I honestly haven’t negatively personalized the comments regarding how wonderful my husband is to play such a large role in childcare activities. I think it’s wonderful that our two girls have had a very solid male adult in their early childhood, and I think it’s equally nice that my husband has had this connection with the kids since I’m not convinced he ever saw himself as a stay-at-home dad. My husband and I decided that given our family situation 7 years ago—two kids born close together and one newly diagnosed with a chronic medical condition with lots of unknowns—and our work situations that it made most sense financially for me to continue working and for my husband to stay home with the kids. He’s experienced the good and bad of the stay-at-home as all readers have—the good: fun hikes with the kids, fun trips to the beach, fun times at playgrounds, and nice interactions with parents while supporting play activities with the kids and their friends—the bad: the whiney kids, sibling fights, overbooked kid schedules, and adult social isolation. (We may need a rebuttal column for the stay at home’s who might like to challenge my idyllic version of life on the ranch. J) I do miss the “good” and “bad” day activities dearly but I get my fair share of both of them in the mornings, evenings, and weekends. Nonetheless, I truly feel overall the kids are well-balanced in their parent involvement and I think it reflects well on them.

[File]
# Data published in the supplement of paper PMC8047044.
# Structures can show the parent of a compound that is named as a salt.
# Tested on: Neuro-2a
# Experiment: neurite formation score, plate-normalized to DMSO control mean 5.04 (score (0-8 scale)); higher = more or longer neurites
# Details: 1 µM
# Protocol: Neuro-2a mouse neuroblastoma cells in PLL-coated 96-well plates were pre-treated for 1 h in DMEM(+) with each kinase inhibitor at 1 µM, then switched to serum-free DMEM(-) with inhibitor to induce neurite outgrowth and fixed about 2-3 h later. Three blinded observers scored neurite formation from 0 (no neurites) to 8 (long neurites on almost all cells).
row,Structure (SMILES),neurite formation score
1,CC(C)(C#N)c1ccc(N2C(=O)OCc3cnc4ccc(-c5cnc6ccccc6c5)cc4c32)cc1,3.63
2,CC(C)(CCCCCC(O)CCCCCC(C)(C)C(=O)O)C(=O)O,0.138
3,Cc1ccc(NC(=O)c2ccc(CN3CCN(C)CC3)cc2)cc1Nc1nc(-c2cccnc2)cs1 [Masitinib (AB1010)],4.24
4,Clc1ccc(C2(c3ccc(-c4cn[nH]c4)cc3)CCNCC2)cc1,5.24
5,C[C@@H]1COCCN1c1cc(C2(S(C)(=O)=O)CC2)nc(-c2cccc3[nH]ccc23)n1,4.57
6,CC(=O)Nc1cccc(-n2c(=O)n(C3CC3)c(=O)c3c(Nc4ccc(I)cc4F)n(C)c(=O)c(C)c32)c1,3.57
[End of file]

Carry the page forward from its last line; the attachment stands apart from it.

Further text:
There are definite instances, though, when my husband’s and my feelings are rattled. The interface between our children and the health care providers is one of our most difficult and sensitive challenges. I am a health care provider and have dealt with the health care system for over 25 years. So I want to be involved with all health care related issues, as does my husband. That in itself is great—two parents 100% invested in the health of their kids—what could be bad about that? Well, when we take our kids to the doctors, if my husband and I are both in the room 90% of the doctor’s eye contact is with me and not my husband. This infuriates my husband since he is with the kids all day and has a good perspective on what is going on. Of course, I feel that I am well informed too since I am with the kids in the evening and weekends, and when my husband implies that he knows best or has more detail than me I get really hurt. We’ve figured out ways to overcome this conflict which involve me listening more to him and what is going on when he is with the kids and I’m not, us both talking and deciding together prior to the doctor entering the room what information needs to be brought forward, and us both connecting in the doctor’s office on the plan. (Sometimes we hear things and have completely opposite takes on the information so we repeat until both he and I are on the same page with the plan.)
Another challenge has been play date coordination. When the kids were first starting school, our kids wanted play dates with other kids. It was difficult, though, for my husband to integrate with the “mom circles” that were strong and already in existence. I’m not sure if this was a male caregiver role snag or if we just happened to become involved with some tight mom groups that probably started way back with babies and toddler play groups. Things are much better now and my husband juggles play dates, carpools, and kid pick-ups easily with the rest of the parents in the same boat.